Welcome back to the home of Weird, Wild, & Wicked Tales. Today is Thursday and that means it’s time to start flashing. We’re half way through our eighth year of weekly prompts! This is Week 391 of #ThursThreads, the challenge that ties tales together. Want to keep up each week? Check out the #ThursThreads #flashfiction group on Facebook and the Group on MeWe.
Need the rules? Read on.
Here’s how it works:
- The prompt is a line from the previous week’s winning tale.
- The prompt can appear ANYWHERE in your story and is included in your word count.
- The prompt must be used as is. It can be split, but no intervening words can be inserted or tenses changed.
Rules to the Game:
- This is a Flash Fiction challenge, which means your story must be a minimum of 100 words, maximum of 250.
- The story must be new writing, not a snippet from something published elsewhere with the prompt added.
- Incorporate the prompt anywhere into your story (included in your word count).
- Post your story in the comments section of this post
- Include your word count in the post (or be excluded from judging)
- Include your Twitter handle or email in the post (so we don’t have to look for you)
- The challenge is open 7 AM to 8 PM Mountain Time
- The winner will be announced on Friday, depending on how early the judge gets up.
How it benefits you:
- You get a nifty cool badge to display on your blog or site (because we’re all about promotion – you know you are!)
- You get instant recognition of your writing prowess on this blog!
- Your writing colleagues shall announce and proclaim your greatness on Facebook, Twitter, MeWe, and Google Plus, etc.
Our Judge for Week 391:
Book promoter and fantastic beta reader, Heidi Rundle.
And now your #ThursThreads Challenge, tying tales together.
“But he needs to learn.”
All stories written herein are the property (both intellectual and physical) of the authors. Now, away with you, Flash Fiction Fanatics, and show us your #ThursThreads. Good luck!
13 Replies to “#ThursThreads – Tying Tales Together – Week 391”
It’s my favourite bench. Every day I go there. Or plan to. Some days though, I can hardly move from my easy chair. Some days I miss the park, the bench.
But today, I’m here.
It’s a beautiful park and now that fall is moving on, there are fewer people. I don’t mind people. They’re okay, in their way.
“Mister, hey mister…”
I have company on my bench. The child’s about five, drippy nose, baggy pants, classic Dale Evans gumboots, warm winter coat, wide-eyed, like kids should be.
The boots must be his mothers.
“What can I do for you?” I respond.
“William, don’t bother the man,” the woman with the boy admonishes, and then to me, says,” I’m sorry, he’s usually well-behaved most days but he needs to learn a few more social graces…”
I shush her with, “He’s doing a fine job,” and to the chatty lad, I toss an adult size conversational crumb with, “What’s your question, William?”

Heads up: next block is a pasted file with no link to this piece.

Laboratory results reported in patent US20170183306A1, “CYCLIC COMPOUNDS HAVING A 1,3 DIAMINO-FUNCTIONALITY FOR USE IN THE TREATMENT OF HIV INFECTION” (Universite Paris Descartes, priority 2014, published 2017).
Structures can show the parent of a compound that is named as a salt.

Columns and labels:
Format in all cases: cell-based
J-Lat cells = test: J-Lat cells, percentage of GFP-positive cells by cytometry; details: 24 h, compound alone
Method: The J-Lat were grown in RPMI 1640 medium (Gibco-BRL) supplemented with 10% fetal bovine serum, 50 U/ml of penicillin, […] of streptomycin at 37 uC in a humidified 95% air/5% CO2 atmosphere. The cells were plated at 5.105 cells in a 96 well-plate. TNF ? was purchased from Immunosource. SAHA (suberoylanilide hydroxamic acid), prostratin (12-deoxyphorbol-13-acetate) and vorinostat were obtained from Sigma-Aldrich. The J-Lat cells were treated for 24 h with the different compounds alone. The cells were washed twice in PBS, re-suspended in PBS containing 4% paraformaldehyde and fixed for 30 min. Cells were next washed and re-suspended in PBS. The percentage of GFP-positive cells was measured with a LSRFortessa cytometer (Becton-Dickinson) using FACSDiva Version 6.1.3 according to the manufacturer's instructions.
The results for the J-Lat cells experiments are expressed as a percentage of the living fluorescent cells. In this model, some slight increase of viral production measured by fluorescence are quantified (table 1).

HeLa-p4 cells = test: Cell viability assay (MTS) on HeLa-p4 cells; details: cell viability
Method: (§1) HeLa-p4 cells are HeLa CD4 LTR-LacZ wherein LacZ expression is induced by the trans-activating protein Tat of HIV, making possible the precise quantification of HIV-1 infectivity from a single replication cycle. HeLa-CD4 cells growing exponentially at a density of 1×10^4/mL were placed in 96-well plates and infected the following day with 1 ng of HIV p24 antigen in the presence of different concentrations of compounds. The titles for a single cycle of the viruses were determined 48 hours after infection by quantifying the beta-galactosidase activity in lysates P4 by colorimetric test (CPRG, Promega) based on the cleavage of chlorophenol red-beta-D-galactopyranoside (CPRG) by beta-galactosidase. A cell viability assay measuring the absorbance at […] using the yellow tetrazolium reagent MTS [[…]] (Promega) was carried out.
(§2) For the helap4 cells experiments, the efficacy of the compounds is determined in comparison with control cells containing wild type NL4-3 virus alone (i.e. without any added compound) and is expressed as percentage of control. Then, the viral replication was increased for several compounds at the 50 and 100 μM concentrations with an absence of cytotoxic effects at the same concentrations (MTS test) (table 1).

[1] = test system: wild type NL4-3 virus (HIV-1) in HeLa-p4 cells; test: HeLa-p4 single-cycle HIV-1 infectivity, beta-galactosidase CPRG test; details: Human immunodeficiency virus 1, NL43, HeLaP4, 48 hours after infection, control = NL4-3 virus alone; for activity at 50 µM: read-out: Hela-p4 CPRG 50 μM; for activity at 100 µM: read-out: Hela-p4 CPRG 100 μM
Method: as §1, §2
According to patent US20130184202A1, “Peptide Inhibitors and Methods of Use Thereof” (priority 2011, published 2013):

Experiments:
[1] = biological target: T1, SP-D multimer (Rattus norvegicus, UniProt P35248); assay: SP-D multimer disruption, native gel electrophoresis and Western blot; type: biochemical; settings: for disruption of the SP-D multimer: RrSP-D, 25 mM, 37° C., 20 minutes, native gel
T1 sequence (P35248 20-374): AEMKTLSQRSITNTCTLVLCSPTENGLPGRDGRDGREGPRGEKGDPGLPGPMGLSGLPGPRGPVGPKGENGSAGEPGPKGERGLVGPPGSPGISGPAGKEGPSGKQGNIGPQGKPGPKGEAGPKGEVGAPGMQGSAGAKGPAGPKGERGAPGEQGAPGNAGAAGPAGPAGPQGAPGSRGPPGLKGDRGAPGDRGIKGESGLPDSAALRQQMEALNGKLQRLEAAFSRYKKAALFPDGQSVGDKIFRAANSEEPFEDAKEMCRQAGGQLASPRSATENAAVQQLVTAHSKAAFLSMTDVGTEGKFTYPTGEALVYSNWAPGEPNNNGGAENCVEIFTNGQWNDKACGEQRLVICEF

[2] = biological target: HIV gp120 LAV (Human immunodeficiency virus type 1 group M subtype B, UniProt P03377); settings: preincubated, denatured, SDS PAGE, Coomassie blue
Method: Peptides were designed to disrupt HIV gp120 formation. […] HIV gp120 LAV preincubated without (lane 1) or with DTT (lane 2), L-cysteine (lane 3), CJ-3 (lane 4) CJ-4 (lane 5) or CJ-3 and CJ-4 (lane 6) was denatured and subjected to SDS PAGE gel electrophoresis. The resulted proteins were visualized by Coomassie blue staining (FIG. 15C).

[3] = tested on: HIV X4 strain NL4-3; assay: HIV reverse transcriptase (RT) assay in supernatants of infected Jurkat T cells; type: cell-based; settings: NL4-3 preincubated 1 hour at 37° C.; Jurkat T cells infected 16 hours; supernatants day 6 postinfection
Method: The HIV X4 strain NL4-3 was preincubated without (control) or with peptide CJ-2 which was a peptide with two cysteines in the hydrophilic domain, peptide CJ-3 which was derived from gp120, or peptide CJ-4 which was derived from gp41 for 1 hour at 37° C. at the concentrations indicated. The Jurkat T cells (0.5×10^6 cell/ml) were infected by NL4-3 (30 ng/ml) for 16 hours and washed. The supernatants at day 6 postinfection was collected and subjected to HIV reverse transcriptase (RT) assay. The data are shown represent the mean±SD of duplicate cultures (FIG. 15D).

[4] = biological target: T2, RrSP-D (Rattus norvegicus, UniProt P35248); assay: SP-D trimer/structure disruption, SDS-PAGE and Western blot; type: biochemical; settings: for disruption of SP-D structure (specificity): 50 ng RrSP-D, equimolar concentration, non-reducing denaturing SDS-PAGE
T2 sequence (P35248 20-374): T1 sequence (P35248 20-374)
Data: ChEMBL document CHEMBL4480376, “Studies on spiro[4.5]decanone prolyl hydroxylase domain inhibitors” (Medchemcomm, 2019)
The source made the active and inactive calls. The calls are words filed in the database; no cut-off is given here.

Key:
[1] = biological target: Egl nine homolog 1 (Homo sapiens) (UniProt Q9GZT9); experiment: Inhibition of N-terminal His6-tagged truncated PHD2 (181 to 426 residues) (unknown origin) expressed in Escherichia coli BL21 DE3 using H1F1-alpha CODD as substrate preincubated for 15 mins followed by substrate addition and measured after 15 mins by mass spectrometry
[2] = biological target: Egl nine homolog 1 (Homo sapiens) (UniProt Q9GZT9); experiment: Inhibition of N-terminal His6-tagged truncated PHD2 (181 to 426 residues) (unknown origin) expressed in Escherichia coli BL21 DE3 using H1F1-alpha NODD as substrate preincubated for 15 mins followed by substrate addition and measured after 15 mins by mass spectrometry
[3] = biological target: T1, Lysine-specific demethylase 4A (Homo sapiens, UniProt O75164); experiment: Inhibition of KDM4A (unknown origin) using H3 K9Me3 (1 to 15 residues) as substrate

The boy brightens, scrunches his face with the look of either a serious thinker or a constipated elder, and fires away with, “You old, mister? You look old.”
“WILLIAM, you can’t say…” William’s keeper jumps in to save my feelings and point out his worrisome lack of comportment.
“It’s fine,” I interject. “He’s right. I am old. And in this time of fake news and Presidents who lie, I commend his acute powers of observation.”
Pleased with my retort, I smile and take my leave.
The bell tolled as Dread settled within the princess. Dread, an uninvited guest as the bell announced her mother’s death. To the people that hated…, misunderstood…, feared… her. Dread followed Elle. Haunting every move. Like her peers when she could mingle. They would watch, stalk her; make her spine tingle in unfriendly ways, but never approach. Dread became her constant. It made her heart skip a beat as her mother’s casket was carried to the Hall of Past Kings and Queens. Where she would look down upon her visitors, should she have any beside Elle after today, for eternity. Dread held her breath when the King collected her. Dread made her skin crawl when he moved her hair covering the tips of her ears. The shame that flooded her for being different was hers and hers alone. Her only comfort, telling herself, “but he needs to learn.” Dread made her shake as they linked arms. Her desire to recoil from her fathers all her own, though to blame it on Dread would have been easier. Dread moved her, past whispers and looks, to the head of the crowded hall. Elle would have no guests. No one to hold her while she cried. Her mother was taken too soon as Fae were purported to live hundreds of years. Dread allowed the King to escort her from the locked tower without a fight or word to the contrary. Dread wasn’t welcome, but there was naught she could do to make Dread leave.
Powerless. That was me, more helpless than at any time in my life. Running away from the old me, coming here in hopes of fixing things was the worst mistake I’d ever made. Worse than walking into that convenience store. Worse than getting on the back of his motorcycle. Worse than waking up in his room, kissing him, surrendering to him. Worse than…no. Loving him was the worst. Irrevocably. Yes, love hurts. Sometimes. But this searing agony? The torment of knowing not only that he didn’t want me but that he never had?
I fled. Blindly. You really can’t see very well when your vision is blurred by tears wrenched straight from the heart. I didn’t know where I was going, only that I had to get away. Far away. So far away I’d never find my way back because…dammit…I was not a masochist. I couldn’t do this anymore. Couldn’t watch him with other women.
I slammed face-first into something solid. Warm. Hard hands gripped my biceps. I struggled, not that it worked. I tried, though. Voices filtered in through my sobs.
“You should just let her go. If he’s going to be a total dick—”